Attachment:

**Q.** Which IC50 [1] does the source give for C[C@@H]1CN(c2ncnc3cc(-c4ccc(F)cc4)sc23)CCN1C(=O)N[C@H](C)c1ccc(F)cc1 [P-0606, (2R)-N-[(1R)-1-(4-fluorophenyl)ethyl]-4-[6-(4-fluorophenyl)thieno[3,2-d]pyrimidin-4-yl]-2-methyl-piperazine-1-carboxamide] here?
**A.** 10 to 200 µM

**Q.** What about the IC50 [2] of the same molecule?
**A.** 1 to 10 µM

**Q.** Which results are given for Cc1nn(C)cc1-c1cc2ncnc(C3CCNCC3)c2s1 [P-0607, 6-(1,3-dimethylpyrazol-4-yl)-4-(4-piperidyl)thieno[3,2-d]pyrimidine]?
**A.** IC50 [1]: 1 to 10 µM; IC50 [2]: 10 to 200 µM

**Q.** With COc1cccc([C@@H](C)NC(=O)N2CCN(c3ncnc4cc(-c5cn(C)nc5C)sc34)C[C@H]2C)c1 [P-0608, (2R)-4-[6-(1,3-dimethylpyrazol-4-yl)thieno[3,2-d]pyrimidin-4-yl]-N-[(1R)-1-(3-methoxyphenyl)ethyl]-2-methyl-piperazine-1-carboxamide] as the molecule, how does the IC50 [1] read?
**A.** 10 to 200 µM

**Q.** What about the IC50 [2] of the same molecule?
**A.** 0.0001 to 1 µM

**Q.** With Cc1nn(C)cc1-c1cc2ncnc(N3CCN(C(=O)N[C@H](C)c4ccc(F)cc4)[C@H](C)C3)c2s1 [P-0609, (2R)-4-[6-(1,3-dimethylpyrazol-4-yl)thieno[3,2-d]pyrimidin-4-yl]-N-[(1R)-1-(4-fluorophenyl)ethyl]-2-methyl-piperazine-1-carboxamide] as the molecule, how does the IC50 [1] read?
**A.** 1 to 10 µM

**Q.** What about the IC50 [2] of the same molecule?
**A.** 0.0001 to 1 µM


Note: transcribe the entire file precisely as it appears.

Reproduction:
**Q.** Which IC50 [1] does the source give for C[C@@H]1CN(c2ncnc3cc(-c4ccc(F)cc4)sc23)CCN1C(=O)N[C@H](C)c1ccc(F)cc1 [P-0606, (2R)-N-[(1R)-1-(4-fluorophenyl)ethyl]-4-[6-(4-fluorophenyl)thieno[3,2-d]pyrimidin-4-yl]-2-methyl-piperazine-1-carboxamide] here?
**A.** 10 to 200 µM

**Q.** What about the IC50 [2] of the same molecule?
**A.** 1 to 10 µM

**Q.** Which results are given for Cc1nn(C)cc1-c1cc2ncnc(C3CCNCC3)c2s1 [P-0607, 6-(1,3-dimethylpyrazol-4-yl)-4-(4-piperidyl)thieno[3,2-d]pyrimidine]?
**A.** IC50 [1]: 1 to 10 µM; IC50 [2]: 10 to 200 µM

**Q.** With COc1cccc([C@@H](C)NC(=O)N2CCN(c3ncnc4cc(-c5cn(C)nc5C)sc34)C[C@H]2C)c1 [P-0608, (2R)-4-[6-(1,3-dimethylpyrazol-4-yl)thieno[3,2-d]pyrimidin-4-yl]-N-[(1R)-1-(3-methoxyphenyl)ethyl]-2-methyl-piperazine-1-carboxamide] as the molecule, how does the IC50 [1] read?
**A.** 10 to 200 µM

**Q.** What about the IC50 [2] of the same molecule?
**A.** 0.0001 to 1 µM

**Q.** With Cc1nn(C)cc1-c1cc2ncnc(N3CCN(C(=O)N[C@H](C)c4ccc(F)cc4)[C@H](C)C3)c2s1 [P-0609, (2R)-4-[6-(1,3-dimethylpyrazol-4-yl)thieno[3,2-d]pyrimidin-4-yl]-N-[(1R)-1-(4-fluorophenyl)ethyl]-2-methyl-piperazine-1-carboxamide] as the molecule, how does the IC50 [1] read?
**A.** 1 to 10 µM

**Q.** What about the IC50 [2] of the same molecule?
**A.** 0.0001 to 1 µM